This is an overview of the classic 1999 paper by Rajesh Rao and David Ballard that introduced predictive coding. I'm going to focus on explaining the mathematical setup instead of just staying at a conceptual level. I'll do this in a series of steps of increasing detail and handholding, so that you can grasp the concepts by reading quickly, assuming you are familiar with the mathematical concepts. In addition I have implemented a convnet version of this framework in pytorch, which you can look at in this notebook:
The phrases "predictive coding" and "predictive processing" have squeezed their way outside of academia and into the public. They occur quite commonly on Lesswrong, and in related spaces. They are used to point towards a set of ideas that sound something like "the brain is trying to predict sensory input" or even more handwavy "everything about the mind and psychology is about prediction." This makes predictive coding sound like a big theory of everything, but it was actually introduced into neuroscience as a very concrete mathematical model for the visual cortex.
If you are interested in these ideas, it is helpful to understand the mathematical framework that underlies the more grandiose statements. If nothing else, it grounds your thinking, and it potentially gives you a real mathematical playground to test any ideas you might have about predictive coding. Additionally, 1999 was quite a while ago, and in many ways I think the mathematics of predictive coding makes more intuitive sense in today's deep learning ways of thinking, than in the way originally presented. I've tried to port the original work into something that looks more at home in today's ways of thinking (e.g. the code on github i linked to implements a predictive coding network in pytorch and uses convnet structure etc.)
A note of clarification: there are other network implementations of predictive processing, but this is the original one that started everything. Karl Friston has said that this is the paper that led him to active inference.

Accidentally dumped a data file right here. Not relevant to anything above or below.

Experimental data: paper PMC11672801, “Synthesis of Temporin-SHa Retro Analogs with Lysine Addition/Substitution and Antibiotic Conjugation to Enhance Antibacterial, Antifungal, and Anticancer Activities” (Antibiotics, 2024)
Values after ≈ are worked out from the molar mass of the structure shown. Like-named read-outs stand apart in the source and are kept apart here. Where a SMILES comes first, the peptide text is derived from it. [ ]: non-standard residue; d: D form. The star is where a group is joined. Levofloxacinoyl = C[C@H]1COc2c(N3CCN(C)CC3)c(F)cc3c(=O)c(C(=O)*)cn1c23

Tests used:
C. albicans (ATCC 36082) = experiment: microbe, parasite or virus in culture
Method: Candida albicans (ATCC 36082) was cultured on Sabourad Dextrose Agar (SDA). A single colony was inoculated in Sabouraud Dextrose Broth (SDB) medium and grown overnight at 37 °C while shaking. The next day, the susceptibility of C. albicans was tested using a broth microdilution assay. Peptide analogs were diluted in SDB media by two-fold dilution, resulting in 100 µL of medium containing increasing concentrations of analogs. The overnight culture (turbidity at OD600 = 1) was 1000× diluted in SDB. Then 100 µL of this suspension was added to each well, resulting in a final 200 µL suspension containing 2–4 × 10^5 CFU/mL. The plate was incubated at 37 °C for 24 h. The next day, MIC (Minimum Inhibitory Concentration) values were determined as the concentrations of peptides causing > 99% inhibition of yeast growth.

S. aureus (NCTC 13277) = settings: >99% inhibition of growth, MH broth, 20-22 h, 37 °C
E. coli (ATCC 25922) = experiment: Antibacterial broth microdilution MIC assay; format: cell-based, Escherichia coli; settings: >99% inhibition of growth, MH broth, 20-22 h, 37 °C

A second note of clarification: My understanding of these terms is that predictive processing is an umbrella term that encompasses especially the more theory of everything type ideas, while predictive coding really refers to (a small set) of particular network architectures, like the one described here. But I do think people use these terms quite sloppily, even in academic literature.
Don't worry if this doesn't make sense to you right now, we'll be going through every piece. In order to get a predictive coding network we:
The goal is to make a network that takes in images and represents the image in the activations of the network. More specifically, we think of the network as representing the causes of the image. For example, a cow is a physical object that exists out in the world. When we see a cow, photons bouncing off the cow hit our retina and our brains try to infer the physical setting of the world which caused the retinal image, i.e. a cow. We are not after a representation of the retinal image itself, but instead of the cow which caused the retinal image.
The retinal image we call I, and is represented as a vector of pixel values.
The causes of retinal images are given by a matrix U and a vector r. The columns of U are a basis for the causes. We think of r as the representation of a cause in the basis given by U. To spell this out a bit more, the numbers in r are the weights associated with each basis cause (i.e. each column in U), and the multiplication Ur is a linear combination of basis causes. There is also a nonlinearity, f, such that we assume images are related to causes in the following way
where n is a noise vector that accounts for any error between the image and the inferred causes. We call this equation the generative model since it describes how causes in the world generate retinal images.
The rest of predictive coding (in the style of Rao and Ballard) is taking that generative model and applying Bayes Theorem to it, and then using gradient descent to maximize the posterior given a dataset. The gradient descent equations define a dynamics which are then interpreted as the dynamic activity of a recurrent neural network. And that's basically it! If you aren't interested in more detail or seeing the actual equations worked out, you can stop here, or skip to the simulation results.
Interesting terms in these equations: